- Call to action buttons and forms. These buttons might include a few variations on your call to action.
- Short easy to read sentences and paragraphs. Write your content in simple, easy to understand sentences with simple, easy to understand words. The Flesch-Kincaid readability score is a good guide to test how easy your text is to read. You should aim for between Grade 6 and 8 – so 8 to 14 year old children should be able to read and understand your message. Many SEO plugins have this tool built in.
- Testimonials. If you don’t have any, try and get some from your loyal customers. Still stuck, have you worked with friends or family? Ask them for a testimonial.
Include your Company Core Values
Integrating your Core Values into your landing page can help create trust and give weight to Why You. For example, our core values here at Innovate Digital are:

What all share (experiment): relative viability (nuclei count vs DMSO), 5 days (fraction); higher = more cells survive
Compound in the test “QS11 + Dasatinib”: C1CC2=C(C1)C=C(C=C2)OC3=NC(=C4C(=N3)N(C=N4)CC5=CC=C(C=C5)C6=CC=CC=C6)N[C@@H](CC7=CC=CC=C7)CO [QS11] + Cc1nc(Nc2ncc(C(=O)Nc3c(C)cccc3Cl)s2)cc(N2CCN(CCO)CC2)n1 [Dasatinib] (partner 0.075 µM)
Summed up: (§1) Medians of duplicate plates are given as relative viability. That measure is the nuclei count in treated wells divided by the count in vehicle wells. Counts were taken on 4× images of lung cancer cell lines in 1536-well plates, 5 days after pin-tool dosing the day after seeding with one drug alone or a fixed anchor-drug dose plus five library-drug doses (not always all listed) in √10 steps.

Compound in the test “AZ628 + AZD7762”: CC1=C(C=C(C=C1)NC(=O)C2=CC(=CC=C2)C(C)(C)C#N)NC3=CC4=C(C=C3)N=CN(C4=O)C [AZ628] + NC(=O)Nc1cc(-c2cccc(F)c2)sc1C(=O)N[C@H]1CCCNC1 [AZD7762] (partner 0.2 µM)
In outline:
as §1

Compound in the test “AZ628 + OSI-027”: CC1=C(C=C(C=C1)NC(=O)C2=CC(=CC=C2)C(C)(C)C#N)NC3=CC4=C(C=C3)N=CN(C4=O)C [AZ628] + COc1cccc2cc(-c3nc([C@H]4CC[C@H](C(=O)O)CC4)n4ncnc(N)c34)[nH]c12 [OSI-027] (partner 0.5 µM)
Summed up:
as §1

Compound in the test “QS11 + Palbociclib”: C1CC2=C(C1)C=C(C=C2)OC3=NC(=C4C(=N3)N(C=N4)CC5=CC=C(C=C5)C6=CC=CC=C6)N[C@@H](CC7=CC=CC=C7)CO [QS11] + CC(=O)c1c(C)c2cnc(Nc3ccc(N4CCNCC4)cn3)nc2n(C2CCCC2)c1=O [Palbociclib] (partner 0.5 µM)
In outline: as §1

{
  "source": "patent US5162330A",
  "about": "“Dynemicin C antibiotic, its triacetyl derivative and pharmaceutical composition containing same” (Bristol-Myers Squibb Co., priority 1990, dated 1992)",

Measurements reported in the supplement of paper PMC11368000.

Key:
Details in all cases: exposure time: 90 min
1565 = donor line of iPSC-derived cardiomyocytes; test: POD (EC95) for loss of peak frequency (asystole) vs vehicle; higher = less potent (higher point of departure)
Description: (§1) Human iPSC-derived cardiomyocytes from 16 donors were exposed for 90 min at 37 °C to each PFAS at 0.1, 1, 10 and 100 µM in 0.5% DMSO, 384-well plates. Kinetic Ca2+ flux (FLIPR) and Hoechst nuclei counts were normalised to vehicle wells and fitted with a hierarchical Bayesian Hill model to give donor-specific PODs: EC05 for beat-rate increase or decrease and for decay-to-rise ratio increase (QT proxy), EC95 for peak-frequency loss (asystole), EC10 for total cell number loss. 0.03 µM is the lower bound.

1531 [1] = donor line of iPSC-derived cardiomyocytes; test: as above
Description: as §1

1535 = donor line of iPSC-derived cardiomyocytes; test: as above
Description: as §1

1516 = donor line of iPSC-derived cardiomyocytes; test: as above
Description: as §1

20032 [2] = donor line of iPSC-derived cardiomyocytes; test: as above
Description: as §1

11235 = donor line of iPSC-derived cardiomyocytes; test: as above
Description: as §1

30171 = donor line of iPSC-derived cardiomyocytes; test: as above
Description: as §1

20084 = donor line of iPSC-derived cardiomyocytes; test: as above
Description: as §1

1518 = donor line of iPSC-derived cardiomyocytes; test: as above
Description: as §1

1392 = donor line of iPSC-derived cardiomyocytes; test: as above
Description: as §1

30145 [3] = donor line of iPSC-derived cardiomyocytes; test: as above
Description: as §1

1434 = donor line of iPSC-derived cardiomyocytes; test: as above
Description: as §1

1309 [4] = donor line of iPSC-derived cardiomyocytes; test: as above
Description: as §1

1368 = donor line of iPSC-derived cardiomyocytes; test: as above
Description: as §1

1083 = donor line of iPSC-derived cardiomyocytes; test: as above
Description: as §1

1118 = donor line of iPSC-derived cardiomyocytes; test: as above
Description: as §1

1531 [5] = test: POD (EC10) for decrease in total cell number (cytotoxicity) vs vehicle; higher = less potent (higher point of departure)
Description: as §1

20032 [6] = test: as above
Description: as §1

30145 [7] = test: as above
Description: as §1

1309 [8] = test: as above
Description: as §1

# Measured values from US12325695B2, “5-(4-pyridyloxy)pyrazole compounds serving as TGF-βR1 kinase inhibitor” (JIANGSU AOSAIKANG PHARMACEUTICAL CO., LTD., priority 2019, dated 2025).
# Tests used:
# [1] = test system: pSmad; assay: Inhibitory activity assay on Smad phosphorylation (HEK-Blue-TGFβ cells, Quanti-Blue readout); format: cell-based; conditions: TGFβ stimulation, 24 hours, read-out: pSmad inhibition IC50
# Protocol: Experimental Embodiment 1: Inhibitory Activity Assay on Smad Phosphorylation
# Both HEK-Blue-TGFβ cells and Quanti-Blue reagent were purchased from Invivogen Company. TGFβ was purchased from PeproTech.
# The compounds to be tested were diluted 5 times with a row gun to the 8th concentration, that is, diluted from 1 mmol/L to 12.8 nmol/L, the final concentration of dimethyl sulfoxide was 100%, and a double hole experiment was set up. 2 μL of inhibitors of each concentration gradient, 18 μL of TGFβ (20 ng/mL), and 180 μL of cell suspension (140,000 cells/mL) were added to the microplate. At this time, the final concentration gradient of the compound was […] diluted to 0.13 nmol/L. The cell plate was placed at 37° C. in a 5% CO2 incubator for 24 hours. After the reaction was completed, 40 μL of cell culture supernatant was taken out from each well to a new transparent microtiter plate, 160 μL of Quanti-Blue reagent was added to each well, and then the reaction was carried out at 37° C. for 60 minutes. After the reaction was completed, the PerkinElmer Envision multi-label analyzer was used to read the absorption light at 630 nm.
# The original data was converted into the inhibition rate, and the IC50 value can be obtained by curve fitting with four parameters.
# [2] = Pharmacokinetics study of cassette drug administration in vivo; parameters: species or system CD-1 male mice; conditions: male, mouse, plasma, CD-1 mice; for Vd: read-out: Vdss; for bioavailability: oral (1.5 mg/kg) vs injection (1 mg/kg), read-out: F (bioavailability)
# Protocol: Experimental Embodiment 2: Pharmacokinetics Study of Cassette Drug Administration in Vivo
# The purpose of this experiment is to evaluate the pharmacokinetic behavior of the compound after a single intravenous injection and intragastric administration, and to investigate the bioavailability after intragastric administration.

Include Conversion Tracking
Your shopping cart, contact forms, file downloads, sign up forms, phone numbers etc all need to be tracked. Conversion tracking is a vital step in any website, so ideally this should already be done. If it is not already set up, do it now.
Test your Landing Page
Created the perfect landing page? You have one more step. TEST! Make sure all your buttons and links work. Test your enquiry form, sign up form, booking service or shopping cart. Read and reread your text, are there any spelling or grammatical errors? Nothing will deter sales faster than spelling errors or broken links!
Test your conversion tracking is working correctly.
You might want to duplicate your page and then try subtle differences. A different photo. Different text on your call to action buttons. Target a different behaviour for buying. Then use your alternate landing pages in your marketing and test which is more effective.
Once you have followed this guide, you are ready to use your landing page in your marketing campaign. Remember to check your analytics regularly to see how it is performing. Test different variations and content. Sometimes something as little as a button text, an image or a colour you’ve used can deter a sale!
Need help creating your landing pages? Get in touch to chat.